OPM recounts the last days of Tubal & Co, a merchant bank that has been a national institution since "Moses Tubal set himself up at the sign of the Leathern Bottle by Bread St in 1671." Sir Harry Trevelyan-Tubal (the family has moved beyond its Jewish roots) still cuts a fine figure but, sequestered with servants in his Antibes villa, he has lost his mind and is steadily shuffling of this mortal coil. Julian, his second son has been thrust reluctantly into the chair while Simon - "the hairy heir" pursues an alternative calling. Under Julian's leadership, Tubal strays from Sir Harry's banking basics and the "silken thread of connection" to customers to experiment with Gaussian risk curves, hedge funds and CDOs. The bank is in trouble and in order to plaster over the cracks to permit a quick sale to the very American Cy Mannheim, Julian resorts to a last ditch manipulation of the accounts involving misuse of the family trust. Naturally, all does not go smoothly.

Cartwright brings a gentle touch to his satire (though one character central to the subplot, the ex -husband of Sir Harry's younger wife, Fleur, is well over the top), and he writes delightfully.
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25 of 29 people found the following review helpful
2.0 out of 5 stars A Failure in The City 30 Oct 2011
By Pierre
I found this disappointing in almost every way. Justin Cartwright sets himself up with some very large targets to aim at, but I feel he missed them all, except for one which I'll come back to.

Set aside the fact that the plot is unconvincing, because most of his readers won't be interested in the minute reality of running a bank into the ground. But at least he could have avoided leaden cliche, both in characterisation and speech: "Lovely jubbly, kushti." Really? And would the boss of one of the world's most venerable institutions reply, when complimented on his suit, "Gieves & Hawkes"? I found the continual posh-product-name dropping incredibly tiresome, a lazy and tedious way to try to convey the notion of wealth.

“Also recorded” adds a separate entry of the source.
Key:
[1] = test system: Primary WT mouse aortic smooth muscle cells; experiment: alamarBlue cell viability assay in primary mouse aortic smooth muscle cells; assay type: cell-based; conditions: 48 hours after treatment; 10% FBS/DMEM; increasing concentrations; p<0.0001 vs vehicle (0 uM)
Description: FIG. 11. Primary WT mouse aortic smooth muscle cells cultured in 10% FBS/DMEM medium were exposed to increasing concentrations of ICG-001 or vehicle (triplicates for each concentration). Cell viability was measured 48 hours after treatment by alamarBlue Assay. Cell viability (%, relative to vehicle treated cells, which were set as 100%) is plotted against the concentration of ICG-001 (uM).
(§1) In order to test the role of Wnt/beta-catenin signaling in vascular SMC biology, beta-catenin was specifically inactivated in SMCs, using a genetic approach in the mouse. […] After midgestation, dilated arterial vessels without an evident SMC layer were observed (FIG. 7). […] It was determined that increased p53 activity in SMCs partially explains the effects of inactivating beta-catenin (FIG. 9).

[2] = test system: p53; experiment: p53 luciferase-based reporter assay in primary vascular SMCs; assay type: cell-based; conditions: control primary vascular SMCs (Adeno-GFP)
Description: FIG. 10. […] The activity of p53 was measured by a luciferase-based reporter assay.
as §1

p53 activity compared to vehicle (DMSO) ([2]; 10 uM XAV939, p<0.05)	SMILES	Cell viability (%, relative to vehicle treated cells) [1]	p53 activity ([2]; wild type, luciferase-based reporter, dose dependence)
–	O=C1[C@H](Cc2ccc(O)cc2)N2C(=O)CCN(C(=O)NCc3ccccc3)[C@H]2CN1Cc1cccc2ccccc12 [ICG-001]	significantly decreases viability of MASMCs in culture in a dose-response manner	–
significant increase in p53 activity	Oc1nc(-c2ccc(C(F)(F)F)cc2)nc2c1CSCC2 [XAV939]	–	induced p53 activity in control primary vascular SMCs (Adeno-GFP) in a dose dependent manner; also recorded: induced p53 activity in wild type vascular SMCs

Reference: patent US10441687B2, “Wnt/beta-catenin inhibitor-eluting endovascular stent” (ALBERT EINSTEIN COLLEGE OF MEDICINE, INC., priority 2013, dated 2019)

I found the characters unremittingly close to caricature too, none more so than Artair, the writer who comes across as a camped-up cross between Donald Sinden on E and Brian Blessed on a bad day.

So if you sacrifice accuracy of both detail and characterisation, what are you left with? A cracking good plot? For a while I thought this was it, but honestly, it peters out horribly. I've no doubt it is intentional. Its part of the big idea of the book. But if you write a book that's essentially reliant on plot, then you make the plot as undramatic as this one turns out to be, you're asking for trouble.

Which brings me to the one genuinely good thing about this book: I think it does convey well how little control anyone really has over the events that most shape their lives. But what a frustrating way to make this slim point.

He's a good-natured writer, but this is certainly not one of his better books, in my view.
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2 of 2 people found the following review helpful
4.0 out of 5 stars City Gents 24 April 2012
By yorkist
Format:Kindle Edition|Verified Purchase
A page turner and fun to read. Well informed about financial community behaviour. There must have been a number of alternative endings. The individual epilogues were left a lot of loose endings. But all good fun even if we all wish we could live in the style of the family in the South of France ( at least for a short while.)A good Justin Cartwright story and more fastidious in language than many of his other offerings.
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1 of 1 people found the following review helpful
3.0 out of 5 stars Amusing - but overblown characters 24 April 2012
Format:Kindle Edition